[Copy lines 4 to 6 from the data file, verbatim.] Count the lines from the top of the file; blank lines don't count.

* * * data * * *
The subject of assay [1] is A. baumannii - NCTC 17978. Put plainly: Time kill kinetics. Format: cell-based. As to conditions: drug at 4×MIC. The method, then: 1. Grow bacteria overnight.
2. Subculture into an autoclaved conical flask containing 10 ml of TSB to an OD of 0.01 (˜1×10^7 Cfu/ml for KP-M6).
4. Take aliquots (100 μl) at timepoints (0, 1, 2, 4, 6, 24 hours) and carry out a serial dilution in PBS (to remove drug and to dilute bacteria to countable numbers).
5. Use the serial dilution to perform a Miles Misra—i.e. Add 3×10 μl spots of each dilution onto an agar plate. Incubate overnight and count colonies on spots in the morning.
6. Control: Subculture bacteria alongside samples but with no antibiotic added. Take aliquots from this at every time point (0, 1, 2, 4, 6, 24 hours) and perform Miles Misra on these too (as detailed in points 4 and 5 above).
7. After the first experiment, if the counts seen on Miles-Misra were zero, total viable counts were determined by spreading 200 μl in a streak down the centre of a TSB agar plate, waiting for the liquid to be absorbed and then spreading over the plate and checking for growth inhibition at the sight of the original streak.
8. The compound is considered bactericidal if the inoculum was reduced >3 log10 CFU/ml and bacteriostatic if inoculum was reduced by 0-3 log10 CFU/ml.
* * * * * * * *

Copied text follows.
5. Use the serial dilution to perform a Miles Misra—i.e. Add 3×10 μl spots of each dilution onto an agar plate. Incubate overnight and count colonies on spots in the morning.
6. Control: Subculture bacteria alongside samples but with no antibiotic added. Take aliquots from this at every time point (0, 1, 2, 4, 6, 24 hours) and perform Miles Misra on these too (as detailed in points 4 and 5 above).
7. After the first experiment, if the counts seen on Miles-Misra were zero, total viable counts were determined by spreading 200 μl in a streak down the centre of a TSB agar plate, waiting for the liquid to be absorbed and then spreading over the plate and checking for growth inhibition at the sight of the original streak.